Modernity in South Asia (part 2)

(continued from part 1) To this day, Marxist anthropologists (Thorner 1982; Patanaik 1990) have described India as neither capitalist nor feudal, but having elements from both, i.e. ‘semi-capitalism’ or‘semi-feudalism’.  Likewise, European historians, from the advent of the British Raj, saw Indian history between the fifteenth and eighteenth centuries in a global perspective, thereby insinuating that … Continue reading Modernity in South Asia (part 2)

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Is Hinduism a Religion? (part 2)

(continued from part 1) In order to comprehend 'Hinduism' fully, we must unveil its origins. This brings us to our next variable, geographic location.  The famous words of the Anglo-Welsh philologist Sir William Jones, have given scholars clues as to the primeval origins of Hinduism’s sacred language, Sanskrit: 'The Sanscrit language, whatever be its antiquity, … Continue reading Is Hinduism a Religion? (part 2)

The Issues of lexical borrowing for comparative reconstruction throughout Indo-Iranian languages (part 2)

(continued from part 1) It is usually the case that languages exist in a dialect chain, with high degrees of congruency between adjacent dialects.  This results in replication being so extensive as to cover entire linguistic areas, meaning an entire language area can effectively use the same lexicon, making subgrouping almost impossible.  This is exemplified … Continue reading The Issues of lexical borrowing for comparative reconstruction throughout Indo-Iranian languages (part 2)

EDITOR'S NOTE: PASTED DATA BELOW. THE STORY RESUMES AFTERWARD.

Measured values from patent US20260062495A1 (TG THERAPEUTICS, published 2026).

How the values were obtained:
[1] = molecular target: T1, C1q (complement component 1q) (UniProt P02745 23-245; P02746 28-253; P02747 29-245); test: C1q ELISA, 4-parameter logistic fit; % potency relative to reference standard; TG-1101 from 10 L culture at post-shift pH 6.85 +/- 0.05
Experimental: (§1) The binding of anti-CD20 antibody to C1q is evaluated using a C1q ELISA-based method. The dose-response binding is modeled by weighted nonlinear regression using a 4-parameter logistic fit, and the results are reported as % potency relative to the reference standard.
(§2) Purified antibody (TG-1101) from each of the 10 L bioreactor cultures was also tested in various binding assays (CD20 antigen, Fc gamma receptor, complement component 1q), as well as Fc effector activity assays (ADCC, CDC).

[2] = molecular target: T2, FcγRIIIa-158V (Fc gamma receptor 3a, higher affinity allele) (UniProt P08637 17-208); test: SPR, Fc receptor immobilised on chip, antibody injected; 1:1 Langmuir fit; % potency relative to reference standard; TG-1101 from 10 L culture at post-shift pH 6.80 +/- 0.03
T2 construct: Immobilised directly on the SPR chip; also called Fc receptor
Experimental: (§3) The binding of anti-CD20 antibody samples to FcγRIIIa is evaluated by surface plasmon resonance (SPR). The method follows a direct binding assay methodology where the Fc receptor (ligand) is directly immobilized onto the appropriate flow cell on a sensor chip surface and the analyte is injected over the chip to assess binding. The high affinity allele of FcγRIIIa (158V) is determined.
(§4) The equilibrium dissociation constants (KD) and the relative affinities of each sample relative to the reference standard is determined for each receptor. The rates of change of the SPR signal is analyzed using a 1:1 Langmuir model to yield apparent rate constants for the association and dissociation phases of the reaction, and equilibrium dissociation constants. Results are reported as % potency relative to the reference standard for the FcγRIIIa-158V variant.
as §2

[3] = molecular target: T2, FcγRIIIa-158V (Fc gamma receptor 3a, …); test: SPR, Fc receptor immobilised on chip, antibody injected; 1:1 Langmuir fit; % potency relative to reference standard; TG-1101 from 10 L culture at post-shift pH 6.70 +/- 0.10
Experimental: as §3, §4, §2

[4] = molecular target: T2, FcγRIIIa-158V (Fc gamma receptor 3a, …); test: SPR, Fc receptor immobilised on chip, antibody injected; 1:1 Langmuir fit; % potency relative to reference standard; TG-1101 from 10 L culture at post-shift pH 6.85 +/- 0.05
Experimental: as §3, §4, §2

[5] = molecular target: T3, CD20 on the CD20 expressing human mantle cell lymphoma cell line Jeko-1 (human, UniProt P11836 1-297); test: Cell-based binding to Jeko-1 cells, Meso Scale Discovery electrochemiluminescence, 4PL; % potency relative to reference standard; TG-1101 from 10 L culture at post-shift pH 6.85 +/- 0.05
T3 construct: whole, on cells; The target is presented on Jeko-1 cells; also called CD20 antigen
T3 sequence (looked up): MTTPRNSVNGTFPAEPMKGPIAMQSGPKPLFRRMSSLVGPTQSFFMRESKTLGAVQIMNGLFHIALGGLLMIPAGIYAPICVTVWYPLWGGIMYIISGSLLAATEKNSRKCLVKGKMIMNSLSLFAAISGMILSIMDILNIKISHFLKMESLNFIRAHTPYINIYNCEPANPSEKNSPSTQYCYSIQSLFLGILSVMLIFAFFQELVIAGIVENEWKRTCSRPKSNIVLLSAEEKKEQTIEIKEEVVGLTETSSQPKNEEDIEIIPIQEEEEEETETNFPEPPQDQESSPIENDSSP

The Issues of lexical borrowing for comparative reconstruction throughout Indo-Iranian languages (part 1)

Comparative reconstruction and subgrouping is done as if on the presumption that languages neatly separate into clearly demarcated dialects, which have neither subsequent contact with each other after separation, nor with other unrelated languages. When applying the comparative method, one must be aware not only of sound correspondences and inherited changes within a language or … Continue reading The Issues of lexical borrowing for comparative reconstruction throughout Indo-Iranian languages (part 1)